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2025 SUSTAINABILITY GOALS
FOCUS AREA
  GOAL(S)
  HIGHLIGHTS OF PROGRESS REPORTED IN SEPTEMBER 2017
Greenhouse
Gas Emissions



GRAPHIC





Achieve at least 3% absolute reduction year-over-year.   Reduced our absolute CO2 emissions over 3% from 2015-2016.

Reduced our energy consumption by nearly 4% during 2014-2016.

Paper


GRAPHIC

 

Source 100% certified paper, of which at least 70% will be Forest Stewardship Council® — certified.

 

Over 75% of the total volume of paper we procured in 2016 was responsibly sourced in accordance with the principles of the Forest Stewardship Council® or Programme for the Endorsement of Forest Certification.

Films


GRAPHIC






Ensure that 70% of the films we buy conform to, or enable end products to conform to, our environmental and social guiding principles.

 

Worked to employ renewable, bio-based film made from plants, such as the sugar-based Bonsucro®-certified filmic facestock we use in our bio-based polyethylene film product.

Chemicals


GRAPHIC

 

Ensure that 70% of the chemicals we buy conform to, or enable end products to conform to, our environmental and social guiding principles.

 

Completed the first phase of an enhanced enterprise-wide restricted substance list (RSL) program, focused on avoiding RSL chemicals in designing new products.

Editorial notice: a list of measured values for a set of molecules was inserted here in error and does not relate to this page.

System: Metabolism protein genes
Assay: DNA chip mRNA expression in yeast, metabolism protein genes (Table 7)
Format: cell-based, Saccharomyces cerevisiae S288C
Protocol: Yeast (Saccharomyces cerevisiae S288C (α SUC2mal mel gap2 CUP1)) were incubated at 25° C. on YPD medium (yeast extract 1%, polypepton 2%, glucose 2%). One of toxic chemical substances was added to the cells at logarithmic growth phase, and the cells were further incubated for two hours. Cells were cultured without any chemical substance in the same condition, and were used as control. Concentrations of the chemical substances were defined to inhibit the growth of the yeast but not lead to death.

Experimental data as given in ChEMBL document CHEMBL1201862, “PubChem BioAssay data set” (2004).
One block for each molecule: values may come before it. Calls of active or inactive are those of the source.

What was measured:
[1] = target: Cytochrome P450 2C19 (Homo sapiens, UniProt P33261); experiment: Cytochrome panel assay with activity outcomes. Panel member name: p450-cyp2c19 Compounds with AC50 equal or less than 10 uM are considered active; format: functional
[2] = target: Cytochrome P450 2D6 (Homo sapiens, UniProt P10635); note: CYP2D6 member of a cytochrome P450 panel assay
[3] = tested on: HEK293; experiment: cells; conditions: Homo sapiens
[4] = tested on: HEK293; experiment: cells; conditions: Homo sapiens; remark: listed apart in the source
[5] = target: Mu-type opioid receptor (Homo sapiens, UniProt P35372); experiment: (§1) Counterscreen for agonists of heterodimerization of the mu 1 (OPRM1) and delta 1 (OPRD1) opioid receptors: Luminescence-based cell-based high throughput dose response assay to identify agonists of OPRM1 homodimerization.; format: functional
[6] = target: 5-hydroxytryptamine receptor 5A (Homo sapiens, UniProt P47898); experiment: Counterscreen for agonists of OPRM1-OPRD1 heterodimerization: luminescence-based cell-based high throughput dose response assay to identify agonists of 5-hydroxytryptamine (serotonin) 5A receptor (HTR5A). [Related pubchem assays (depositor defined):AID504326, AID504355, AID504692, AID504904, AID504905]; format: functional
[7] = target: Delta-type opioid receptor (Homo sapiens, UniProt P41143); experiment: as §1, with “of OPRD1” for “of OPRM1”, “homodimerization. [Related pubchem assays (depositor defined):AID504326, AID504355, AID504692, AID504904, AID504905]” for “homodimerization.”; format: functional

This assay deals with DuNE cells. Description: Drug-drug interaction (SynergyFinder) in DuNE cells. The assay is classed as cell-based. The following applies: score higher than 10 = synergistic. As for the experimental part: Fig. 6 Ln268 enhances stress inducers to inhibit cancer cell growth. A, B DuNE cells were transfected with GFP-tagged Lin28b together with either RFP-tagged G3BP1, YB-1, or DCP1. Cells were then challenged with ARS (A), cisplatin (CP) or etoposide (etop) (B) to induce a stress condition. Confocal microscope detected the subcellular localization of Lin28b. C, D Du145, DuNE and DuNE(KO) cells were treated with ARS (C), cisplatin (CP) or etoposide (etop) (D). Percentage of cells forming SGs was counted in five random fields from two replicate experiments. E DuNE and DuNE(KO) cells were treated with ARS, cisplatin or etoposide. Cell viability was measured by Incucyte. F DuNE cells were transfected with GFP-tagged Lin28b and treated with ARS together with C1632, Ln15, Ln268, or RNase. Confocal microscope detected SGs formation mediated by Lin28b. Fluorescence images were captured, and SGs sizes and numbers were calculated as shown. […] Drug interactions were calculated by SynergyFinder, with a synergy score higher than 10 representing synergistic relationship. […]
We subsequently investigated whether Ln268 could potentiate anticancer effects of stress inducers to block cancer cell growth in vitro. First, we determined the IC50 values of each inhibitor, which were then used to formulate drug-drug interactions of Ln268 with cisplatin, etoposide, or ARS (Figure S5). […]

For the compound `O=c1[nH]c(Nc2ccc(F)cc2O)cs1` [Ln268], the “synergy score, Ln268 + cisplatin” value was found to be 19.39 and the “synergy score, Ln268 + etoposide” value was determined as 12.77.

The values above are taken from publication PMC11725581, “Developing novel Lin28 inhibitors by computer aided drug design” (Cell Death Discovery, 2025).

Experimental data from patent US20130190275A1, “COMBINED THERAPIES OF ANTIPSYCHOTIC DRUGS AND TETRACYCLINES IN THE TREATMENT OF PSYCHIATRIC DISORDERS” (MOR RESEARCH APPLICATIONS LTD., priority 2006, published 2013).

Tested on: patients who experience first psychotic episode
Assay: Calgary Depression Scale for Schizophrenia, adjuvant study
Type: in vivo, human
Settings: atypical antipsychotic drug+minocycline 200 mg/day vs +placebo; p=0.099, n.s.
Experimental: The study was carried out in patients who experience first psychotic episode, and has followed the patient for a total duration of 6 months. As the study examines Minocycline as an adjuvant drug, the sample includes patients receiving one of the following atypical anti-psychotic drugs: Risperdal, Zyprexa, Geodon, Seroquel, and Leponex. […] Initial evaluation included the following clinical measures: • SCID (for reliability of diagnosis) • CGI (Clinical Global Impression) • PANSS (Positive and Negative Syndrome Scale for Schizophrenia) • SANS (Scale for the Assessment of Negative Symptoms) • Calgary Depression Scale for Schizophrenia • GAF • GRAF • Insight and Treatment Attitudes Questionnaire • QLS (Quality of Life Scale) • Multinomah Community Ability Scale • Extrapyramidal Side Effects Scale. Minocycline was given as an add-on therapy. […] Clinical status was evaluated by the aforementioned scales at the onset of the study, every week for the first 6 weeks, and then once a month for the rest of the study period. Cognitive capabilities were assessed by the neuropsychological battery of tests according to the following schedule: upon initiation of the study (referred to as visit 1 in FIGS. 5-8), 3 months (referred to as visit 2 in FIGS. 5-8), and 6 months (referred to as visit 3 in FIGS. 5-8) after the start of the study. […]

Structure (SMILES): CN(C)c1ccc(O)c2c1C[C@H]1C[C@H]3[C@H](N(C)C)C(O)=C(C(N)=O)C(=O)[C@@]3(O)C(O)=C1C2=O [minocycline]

Products and
Solutions



GRAPHIC







Through innovation, deliver above-average growth in sales from sustainability-driven products and services.

Ensure that 70% of our products and solutions conform to, or enable end products to conform to, our environmental and social guiding principles.



 

Developed ClearIntent™, a growing portfolio of products made with materials that are responsibly sourced, reduced and recycled within our Label and Graphic Materials business.

Continued to enable customers to replace conventional packaging and brand elements with more environmentally friendly alternatives through our Retail Branding and Information Solutions business.

In 2016, added certified paper and fabric to the mix of factors customers can analyze as they seek a balance of cost, performance and sustainability through our Greenprint™ environmental impact-analysis tool.

Waste


GRAPHIC

 

Be 95% landfill-free, with at least 75% of our waste reused, repurposed or recycled.

Eliminate 70% of the matrix and liner waste from our value chain.

 

As of the end of 2016, diverted over 90% of our solid waste from landfills with 59 landfill-free sites worldwide, and recycled nearly 60% of the diverted waste.

Continued working with customers, recyclers and others to create a recycling infrastructure and network of processors to meet our customers' needs, using research to show that our label liners can be feasibly recycled by identifying capable recyclers worldwide.

Transparency


GRAPHIC






Commit to goals publicly and be transparent in reporting our progress.

 

Published our 2014-2016 sustainability report and continued stakeholder engagement with regular assessments.

People


GRAPHIC

 

Continue to cultivate a diverse (40%+ female at the level of manager and above), engaged, safe (recordable injury rate of <0.25), productive and healthy workforce.

Continue to invest in our employees and the communities in which we work.